But for us the highlight of Omiš, the coolest ruin with the best views was Starigrad Fortress, also called Fortica. We had to hike about an hour to reach this 15th century fortress, and we did it happily, even though the path is steep. But we were imagining all the wonderful views that await at the top – and rightly so.

view from the Fortica, Omiš, Croatia

We paid the entrance fee, and then walked around in the old ruin that offered views in every direction: views of Omiš and the Cetina River, views of Omiška Dinara Mountains, and views of the coastline. We watched the sunset there, and then hurried back on the steep trail so that we didn’t need to hike it in pitch darkness.

Omiš, the adventure capital of Croatia

Hiking to Kula peak, Omiška Dinara, Croatia

A confession first: we’re not adrenaline junkies. I’d have still tried several of those things that Omiš offers in this regard, hadn’t I had a baby attached to my back or holding my hand. But since we had our 1 year old baby boy with us, we wanted to find programs that we can enjoy together as a family.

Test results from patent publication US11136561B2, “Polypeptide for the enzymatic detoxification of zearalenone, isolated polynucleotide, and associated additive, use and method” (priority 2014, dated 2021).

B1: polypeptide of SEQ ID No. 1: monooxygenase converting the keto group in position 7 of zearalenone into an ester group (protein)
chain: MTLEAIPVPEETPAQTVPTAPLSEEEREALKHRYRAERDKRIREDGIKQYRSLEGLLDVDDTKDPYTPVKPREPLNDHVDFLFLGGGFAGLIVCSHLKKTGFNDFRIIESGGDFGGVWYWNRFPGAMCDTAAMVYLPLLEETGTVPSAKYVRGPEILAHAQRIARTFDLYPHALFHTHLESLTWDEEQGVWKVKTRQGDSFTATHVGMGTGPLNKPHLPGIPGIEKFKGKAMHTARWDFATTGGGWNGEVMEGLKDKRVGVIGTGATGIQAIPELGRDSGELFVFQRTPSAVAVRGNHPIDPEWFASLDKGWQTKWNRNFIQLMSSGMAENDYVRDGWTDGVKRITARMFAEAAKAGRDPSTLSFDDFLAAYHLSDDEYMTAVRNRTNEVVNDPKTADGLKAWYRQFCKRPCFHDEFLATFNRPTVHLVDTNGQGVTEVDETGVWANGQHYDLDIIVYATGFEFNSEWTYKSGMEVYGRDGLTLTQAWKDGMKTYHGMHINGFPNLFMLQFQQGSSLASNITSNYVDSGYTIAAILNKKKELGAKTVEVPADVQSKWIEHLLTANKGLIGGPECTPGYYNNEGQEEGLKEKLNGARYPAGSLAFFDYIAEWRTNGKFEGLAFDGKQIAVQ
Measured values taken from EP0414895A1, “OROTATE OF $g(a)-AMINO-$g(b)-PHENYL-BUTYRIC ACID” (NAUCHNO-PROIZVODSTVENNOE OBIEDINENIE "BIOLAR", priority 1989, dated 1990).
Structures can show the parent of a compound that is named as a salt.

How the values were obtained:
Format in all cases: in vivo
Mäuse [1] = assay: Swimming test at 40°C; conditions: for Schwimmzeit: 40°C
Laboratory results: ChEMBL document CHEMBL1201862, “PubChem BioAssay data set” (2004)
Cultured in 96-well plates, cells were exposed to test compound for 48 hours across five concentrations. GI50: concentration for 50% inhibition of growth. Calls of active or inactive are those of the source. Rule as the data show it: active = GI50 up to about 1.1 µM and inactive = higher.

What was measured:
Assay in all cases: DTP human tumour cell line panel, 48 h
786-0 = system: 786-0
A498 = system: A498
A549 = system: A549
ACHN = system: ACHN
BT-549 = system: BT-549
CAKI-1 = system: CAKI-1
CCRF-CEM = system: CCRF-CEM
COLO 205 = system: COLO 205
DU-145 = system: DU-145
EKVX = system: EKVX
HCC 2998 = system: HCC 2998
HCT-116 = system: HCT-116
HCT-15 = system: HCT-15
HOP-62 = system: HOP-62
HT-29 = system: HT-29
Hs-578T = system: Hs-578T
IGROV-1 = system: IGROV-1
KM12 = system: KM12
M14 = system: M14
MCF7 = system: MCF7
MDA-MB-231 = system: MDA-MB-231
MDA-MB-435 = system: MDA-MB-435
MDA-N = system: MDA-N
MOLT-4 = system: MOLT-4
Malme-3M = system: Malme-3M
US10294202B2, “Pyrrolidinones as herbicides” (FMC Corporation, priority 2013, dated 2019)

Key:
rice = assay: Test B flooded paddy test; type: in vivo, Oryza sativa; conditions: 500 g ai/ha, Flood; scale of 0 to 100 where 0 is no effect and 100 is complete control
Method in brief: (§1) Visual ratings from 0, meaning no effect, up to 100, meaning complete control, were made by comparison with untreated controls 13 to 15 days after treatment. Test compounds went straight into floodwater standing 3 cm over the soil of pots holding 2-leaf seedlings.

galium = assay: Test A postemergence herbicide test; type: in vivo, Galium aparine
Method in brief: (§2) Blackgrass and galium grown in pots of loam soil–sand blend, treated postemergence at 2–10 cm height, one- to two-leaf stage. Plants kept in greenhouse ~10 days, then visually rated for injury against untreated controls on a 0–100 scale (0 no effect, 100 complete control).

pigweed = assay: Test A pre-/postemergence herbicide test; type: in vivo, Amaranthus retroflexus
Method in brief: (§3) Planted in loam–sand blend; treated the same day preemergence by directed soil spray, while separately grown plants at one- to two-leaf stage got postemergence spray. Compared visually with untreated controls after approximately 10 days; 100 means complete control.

We’ll be back to Omiš some years later though to try those awesome activities it got famous for in the past couple of years. Like rafting, canoeing or canyoning on the Cetina River, or try the 2 kilometres long zip line above Cetina Canyon. Are you getting excited? You can easily notice where you can sign up for them if you walk on the shore of the Cetina River in Omiš. These activities are not just exciting, but they give you views of the Cetina Canyon that you can’t enjoy from anywhere else. That’s the main reason we’d like to try rafting there once.